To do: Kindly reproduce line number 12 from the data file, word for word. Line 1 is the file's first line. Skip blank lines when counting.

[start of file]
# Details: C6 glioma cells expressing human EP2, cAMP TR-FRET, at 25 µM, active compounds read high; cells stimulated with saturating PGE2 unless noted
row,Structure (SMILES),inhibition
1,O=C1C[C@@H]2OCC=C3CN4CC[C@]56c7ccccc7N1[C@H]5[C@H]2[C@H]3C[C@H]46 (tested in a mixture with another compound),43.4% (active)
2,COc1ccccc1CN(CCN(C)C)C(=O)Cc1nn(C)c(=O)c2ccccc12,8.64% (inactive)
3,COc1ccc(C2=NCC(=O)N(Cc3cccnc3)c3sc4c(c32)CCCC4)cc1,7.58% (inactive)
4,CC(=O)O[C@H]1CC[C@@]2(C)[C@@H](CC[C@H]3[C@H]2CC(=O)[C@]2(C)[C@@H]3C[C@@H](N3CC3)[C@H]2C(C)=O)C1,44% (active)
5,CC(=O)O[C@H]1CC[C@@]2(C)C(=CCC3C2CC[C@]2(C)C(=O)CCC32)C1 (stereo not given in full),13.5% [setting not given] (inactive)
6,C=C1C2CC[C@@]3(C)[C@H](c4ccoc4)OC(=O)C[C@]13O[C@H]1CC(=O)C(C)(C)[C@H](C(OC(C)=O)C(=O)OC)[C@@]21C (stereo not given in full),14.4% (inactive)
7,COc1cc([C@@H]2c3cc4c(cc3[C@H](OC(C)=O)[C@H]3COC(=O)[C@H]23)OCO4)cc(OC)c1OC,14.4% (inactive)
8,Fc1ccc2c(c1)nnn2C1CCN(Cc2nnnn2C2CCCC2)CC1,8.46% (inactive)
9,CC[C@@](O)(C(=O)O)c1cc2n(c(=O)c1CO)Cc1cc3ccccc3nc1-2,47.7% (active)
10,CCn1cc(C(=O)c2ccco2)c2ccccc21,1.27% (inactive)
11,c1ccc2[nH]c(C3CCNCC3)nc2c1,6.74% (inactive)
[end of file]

10,CCn1cc(C(=O)c2ccco2)c2ccccc21,1.27% (inactive)